Letters to the Editors
A love of learning can't last under a pile of homework
© St. Petersburg Times, published October 16, 2000
Re: Homework vs. home life: Board takes a stand, Oct. 11.
I want to strongly support the idea of less homework and more family life. Yes, practice makes perfect, etc. But the real message of education is to equip the children with the skills to like to learn and to be life-long learners. For 40 years as parent, teacher, grandparent and great-grandparent, I have watched the love of school, friends and learning become the agony of never having time for "fun."
Kids need time to be kids, to walk home from the local school with neighborhood friends, to talk about kid stuff, to observe the flowers along the way, to walk in a puddle, to kick a stone, to blow off steam in a natural way!
The children who spend two hours on a bus, or who go from classroom, to car, to homework do not learn to love learning and life. They become angry and blow off steam with vandalism and road-rage as they get older. How do you learn to interact with all kinds of people if you are kept in a cocoon for 18 years and then turned loose with minimum life/people/learning skills?
How do you learn to adapt to change? Some who use computers to e-mail family now, were walking 5 miles to get to school when they were young. They were prepared for life and change far better than the coddled, sheltered youth today. It cost less, too!
Homework is a useful tool
Re: Homework vs. home life: Board takes a stand, Oct. 11.
If we want the children of today to succeed tomorrow, homework needs to be part of their life. Homework is just a reinforcement of the curriculum taught by the teacher. Homework is a form of communication to the parent letting us know what our children are learning and what they are not learning.
I have three daughters who are currently in or have been in the Pinellas County fundamental schools, where homework begins in kindergarten. In addition to reinforcement, it instills responsibility beginning at a young age and holds the students accountable for their work. I firmly agree that a child in elementary school should not be spending more than 30 to 45 minutes per evening on homework and two hours for middle school and high school. If they are not able to understand and complete the assignment in that time frame, it is the parents' responsibility to confer with the teacher on where the child may require additional assistance.
After-school activities and family time are crucial in raising a well-rounded child. But don't frown upon our educators who are trying to help our children succeed and be the leaders of tomorrow.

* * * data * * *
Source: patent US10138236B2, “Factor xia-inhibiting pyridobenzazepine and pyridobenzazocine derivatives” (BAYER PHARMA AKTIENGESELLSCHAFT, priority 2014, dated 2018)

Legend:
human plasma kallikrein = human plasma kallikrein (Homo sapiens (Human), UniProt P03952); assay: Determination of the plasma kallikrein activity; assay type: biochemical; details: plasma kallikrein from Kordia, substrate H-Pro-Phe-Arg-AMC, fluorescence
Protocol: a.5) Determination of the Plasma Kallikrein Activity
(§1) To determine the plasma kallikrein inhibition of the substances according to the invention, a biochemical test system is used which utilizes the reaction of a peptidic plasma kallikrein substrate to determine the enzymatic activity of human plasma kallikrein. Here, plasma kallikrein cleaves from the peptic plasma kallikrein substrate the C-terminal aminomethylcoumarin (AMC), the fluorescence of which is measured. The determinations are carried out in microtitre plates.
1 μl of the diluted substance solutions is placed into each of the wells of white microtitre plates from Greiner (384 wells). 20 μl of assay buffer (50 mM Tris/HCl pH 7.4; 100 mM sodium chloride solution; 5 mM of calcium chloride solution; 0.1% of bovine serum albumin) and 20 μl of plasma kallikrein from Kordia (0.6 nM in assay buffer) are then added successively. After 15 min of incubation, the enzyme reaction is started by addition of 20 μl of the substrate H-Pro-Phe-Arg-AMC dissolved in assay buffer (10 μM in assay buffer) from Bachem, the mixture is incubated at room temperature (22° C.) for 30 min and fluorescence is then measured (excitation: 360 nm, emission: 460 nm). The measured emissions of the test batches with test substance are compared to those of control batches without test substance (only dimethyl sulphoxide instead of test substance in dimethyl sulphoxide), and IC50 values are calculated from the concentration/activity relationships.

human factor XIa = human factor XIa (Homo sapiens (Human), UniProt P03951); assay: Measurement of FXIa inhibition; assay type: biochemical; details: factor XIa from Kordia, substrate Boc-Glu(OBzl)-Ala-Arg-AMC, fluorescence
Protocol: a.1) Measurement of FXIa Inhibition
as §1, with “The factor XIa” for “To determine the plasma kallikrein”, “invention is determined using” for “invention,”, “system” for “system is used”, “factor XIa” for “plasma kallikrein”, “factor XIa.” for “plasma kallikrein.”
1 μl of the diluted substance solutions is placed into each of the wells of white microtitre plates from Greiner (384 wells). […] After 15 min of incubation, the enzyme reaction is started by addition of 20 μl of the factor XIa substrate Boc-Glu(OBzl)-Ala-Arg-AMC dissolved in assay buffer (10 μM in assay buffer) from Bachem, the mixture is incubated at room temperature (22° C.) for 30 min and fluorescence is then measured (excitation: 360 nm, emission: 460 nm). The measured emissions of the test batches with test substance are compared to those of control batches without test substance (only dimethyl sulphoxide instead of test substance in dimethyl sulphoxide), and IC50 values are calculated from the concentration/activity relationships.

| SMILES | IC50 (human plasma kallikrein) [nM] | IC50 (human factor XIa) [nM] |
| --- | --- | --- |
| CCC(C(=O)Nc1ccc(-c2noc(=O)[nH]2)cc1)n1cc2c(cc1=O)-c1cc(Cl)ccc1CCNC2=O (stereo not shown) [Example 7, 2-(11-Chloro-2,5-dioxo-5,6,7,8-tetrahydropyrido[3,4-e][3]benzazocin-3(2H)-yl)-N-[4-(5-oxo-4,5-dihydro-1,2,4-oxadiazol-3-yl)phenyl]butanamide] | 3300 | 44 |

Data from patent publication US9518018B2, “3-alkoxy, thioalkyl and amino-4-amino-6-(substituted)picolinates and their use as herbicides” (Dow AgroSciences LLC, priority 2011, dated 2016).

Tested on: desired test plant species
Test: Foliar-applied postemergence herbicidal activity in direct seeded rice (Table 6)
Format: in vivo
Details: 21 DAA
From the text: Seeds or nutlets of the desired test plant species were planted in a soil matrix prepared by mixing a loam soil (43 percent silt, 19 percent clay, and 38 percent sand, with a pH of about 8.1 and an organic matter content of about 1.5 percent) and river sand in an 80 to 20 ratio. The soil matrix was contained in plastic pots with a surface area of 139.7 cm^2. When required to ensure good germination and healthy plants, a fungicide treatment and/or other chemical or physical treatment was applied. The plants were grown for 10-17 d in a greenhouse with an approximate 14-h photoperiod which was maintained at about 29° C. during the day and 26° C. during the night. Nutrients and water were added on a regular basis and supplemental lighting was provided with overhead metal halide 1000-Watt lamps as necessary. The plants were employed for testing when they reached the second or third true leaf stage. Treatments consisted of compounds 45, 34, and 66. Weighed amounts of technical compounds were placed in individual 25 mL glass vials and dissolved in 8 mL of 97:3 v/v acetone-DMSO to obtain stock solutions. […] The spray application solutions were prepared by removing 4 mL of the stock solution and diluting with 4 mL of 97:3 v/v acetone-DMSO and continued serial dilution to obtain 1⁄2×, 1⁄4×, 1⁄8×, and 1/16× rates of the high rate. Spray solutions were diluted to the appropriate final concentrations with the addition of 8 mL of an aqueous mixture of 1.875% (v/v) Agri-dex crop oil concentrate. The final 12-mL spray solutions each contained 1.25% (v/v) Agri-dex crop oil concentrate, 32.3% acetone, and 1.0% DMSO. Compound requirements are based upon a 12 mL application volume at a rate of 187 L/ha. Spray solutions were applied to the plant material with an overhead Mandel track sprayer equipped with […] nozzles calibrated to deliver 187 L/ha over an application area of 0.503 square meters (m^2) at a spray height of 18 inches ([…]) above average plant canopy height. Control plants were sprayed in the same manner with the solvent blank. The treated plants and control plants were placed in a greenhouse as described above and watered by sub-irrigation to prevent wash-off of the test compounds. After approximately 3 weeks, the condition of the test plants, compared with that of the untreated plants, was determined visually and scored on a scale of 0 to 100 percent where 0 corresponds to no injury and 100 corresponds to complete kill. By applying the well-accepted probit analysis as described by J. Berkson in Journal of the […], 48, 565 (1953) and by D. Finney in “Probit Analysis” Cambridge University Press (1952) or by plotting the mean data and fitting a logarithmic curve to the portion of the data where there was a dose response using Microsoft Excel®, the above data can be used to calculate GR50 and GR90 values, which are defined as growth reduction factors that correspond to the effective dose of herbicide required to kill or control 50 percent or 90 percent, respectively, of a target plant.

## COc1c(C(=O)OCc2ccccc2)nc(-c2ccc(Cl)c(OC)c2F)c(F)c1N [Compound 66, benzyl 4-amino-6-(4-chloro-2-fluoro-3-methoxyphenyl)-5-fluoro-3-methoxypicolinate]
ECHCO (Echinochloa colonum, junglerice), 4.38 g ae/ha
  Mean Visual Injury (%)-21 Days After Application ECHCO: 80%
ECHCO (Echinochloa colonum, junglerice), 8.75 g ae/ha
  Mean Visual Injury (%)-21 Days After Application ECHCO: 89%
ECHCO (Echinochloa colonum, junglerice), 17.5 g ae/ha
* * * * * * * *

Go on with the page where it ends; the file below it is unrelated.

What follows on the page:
Seniors don't deserve the blame
Re: Oct. 7 letters.
Why the senior bashing? The majority, after coming home from fighting to preserve freedom and democracy in World War II, worked for low wages, could not afford cruises, had no extra money to invest in the stock market and with their meager salaries tried to save something for their old age so as not to be a burden to anyone. But now, these selfish seniors have the gall to get sick and not be able to afford needed and outlandishly priced medication.
The real culprits are the health organizations, hospitals and pharmaceutical companies with their exorbitant prices and profits.
We, too, empathize with our children and grandchildren. They pay thousands a year for private insurance (and are switched from one company and doctor to another) whereas a third of that would pay for government insurance that allows you your choice of physician and would cover everyone.
We give billions of dollars to other countries that give their citizens free medical care (and college tuition). Shame on us, the wealthiest country in the world.
Put yourself in another's place
Re: Money to gamble, letter, Oct. 7.
We are so quick to judge. There are many reasons people gamble: money, entertainment, boredom.
My mom has worked hard all her life and lives on a fixed income now. It is very difficult to make $736 stretch for an entire month, but somehow she does it. She lives in a rural area of Minnesota and goes to the casino once in a while, to get out, not to get rich. She takes $10 or $20 with her, and when that is gone, she is gone.
Health care is a controversial issue that seems to have no solution. Mom spends a great deal of money on medication and rarely complains about it, whereas the loudest squeaky wheel may not need to be greased. Trying to walk in another person's shoes may be the best way to handled all things, including this one.
Limiting government is best approach
Re: Seniors shouldn't expect handouts from government, letter, Oct. 7.
The letter writer castigates the seniors of our nation who keep asking for more, more and more from the government. Now it's free drugs. The letter writer's stance deserves applause.
The free enterprise system built this nation. Further descent into the welfare state will destroy it. I recommend a complete return to free enterprise. Do away with Social Security, Medicare, Medicaid and all government aid to the various sectors of our economy. Confine government to national security and maintenance of law and order.
To those who say that oldsters cannot pay the high prices of drugs without government aid, I say that the cessation of government aid would cause the prices of drugs to drop to a level the oldsters could afford. The drug companies must drop their prices to a level at which their customers can buy the drugs.